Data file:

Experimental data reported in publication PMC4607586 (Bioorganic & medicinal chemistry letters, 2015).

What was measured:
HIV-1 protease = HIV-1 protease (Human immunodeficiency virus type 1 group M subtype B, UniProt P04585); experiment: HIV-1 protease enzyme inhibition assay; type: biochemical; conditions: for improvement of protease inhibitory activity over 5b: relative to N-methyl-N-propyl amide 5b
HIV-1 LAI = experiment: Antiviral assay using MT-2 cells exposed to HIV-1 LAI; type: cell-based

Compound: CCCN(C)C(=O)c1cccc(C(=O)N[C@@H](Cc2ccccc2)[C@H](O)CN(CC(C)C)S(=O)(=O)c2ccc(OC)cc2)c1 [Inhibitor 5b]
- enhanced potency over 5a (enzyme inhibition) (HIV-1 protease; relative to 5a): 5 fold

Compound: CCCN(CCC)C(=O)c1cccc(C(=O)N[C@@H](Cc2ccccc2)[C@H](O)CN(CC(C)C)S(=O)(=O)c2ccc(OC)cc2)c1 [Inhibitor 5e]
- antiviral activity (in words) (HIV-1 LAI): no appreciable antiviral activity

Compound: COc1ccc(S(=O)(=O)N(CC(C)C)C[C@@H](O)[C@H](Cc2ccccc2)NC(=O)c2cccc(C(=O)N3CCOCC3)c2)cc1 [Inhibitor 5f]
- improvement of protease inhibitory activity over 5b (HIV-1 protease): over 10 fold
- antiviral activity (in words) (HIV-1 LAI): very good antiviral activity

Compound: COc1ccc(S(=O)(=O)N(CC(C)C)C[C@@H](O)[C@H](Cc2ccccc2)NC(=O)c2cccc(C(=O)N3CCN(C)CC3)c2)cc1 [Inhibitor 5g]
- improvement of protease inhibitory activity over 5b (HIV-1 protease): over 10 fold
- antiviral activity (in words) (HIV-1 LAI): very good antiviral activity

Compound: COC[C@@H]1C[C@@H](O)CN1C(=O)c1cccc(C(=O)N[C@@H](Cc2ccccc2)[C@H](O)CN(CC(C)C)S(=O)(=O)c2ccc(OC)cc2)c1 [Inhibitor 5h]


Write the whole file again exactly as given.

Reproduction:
Experimental data reported in publication PMC4607586 (Bioorganic & medicinal chemistry letters, 2015).

What was measured:
HIV-1 protease = HIV-1 protease (Human immunodeficiency virus type 1 group M subtype B, UniProt P04585); experiment: HIV-1 protease enzyme inhibition assay; type: biochemical; conditions: for improvement of protease inhibitory activity over 5b: relative to N-methyl-N-propyl amide 5b
HIV-1 LAI = experiment: Antiviral assay using MT-2 cells exposed to HIV-1 LAI; type: cell-based

Compound: CCCN(C)C(=O)c1cccc(C(=O)N[C@@H](Cc2ccccc2)[C@H](O)CN(CC(C)C)S(=O)(=O)c2ccc(OC)cc2)c1 [Inhibitor 5b]
- enhanced potency over 5a (enzyme inhibition) (HIV-1 protease; relative to 5a): 5 fold

Compound: CCCN(CCC)C(=O)c1cccc(C(=O)N[C@@H](Cc2ccccc2)[C@H](O)CN(CC(C)C)S(=O)(=O)c2ccc(OC)cc2)c1 [Inhibitor 5e]
- antiviral activity (in words) (HIV-1 LAI): no appreciable antiviral activity

Compound: COc1ccc(S(=O)(=O)N(CC(C)C)C[C@@H](O)[C@H](Cc2ccccc2)NC(=O)c2cccc(C(=O)N3CCOCC3)c2)cc1 [Inhibitor 5f]
- improvement of protease inhibitory activity over 5b (HIV-1 protease): over 10 fold
- antiviral activity (in words) (HIV-1 LAI): very good antiviral activity

Compound: COc1ccc(S(=O)(=O)N(CC(C)C)C[C@@H](O)[C@H](Cc2ccccc2)NC(=O)c2cccc(C(=O)N3CCN(C)CC3)c2)cc1 [Inhibitor 5g]
- improvement of protease inhibitory activity over 5b (HIV-1 protease): over 10 fold
- antiviral activity (in words) (HIV-1 LAI): very good antiviral activity

Compound: COC[C@@H]1C[C@@H](O)CN1C(=O)c1cccc(C(=O)N[C@@H](Cc2ccccc2)[C@H](O)CN(CC(C)C)S(=O)(=O)c2ccc(OC)cc2)c1 [Inhibitor 5h]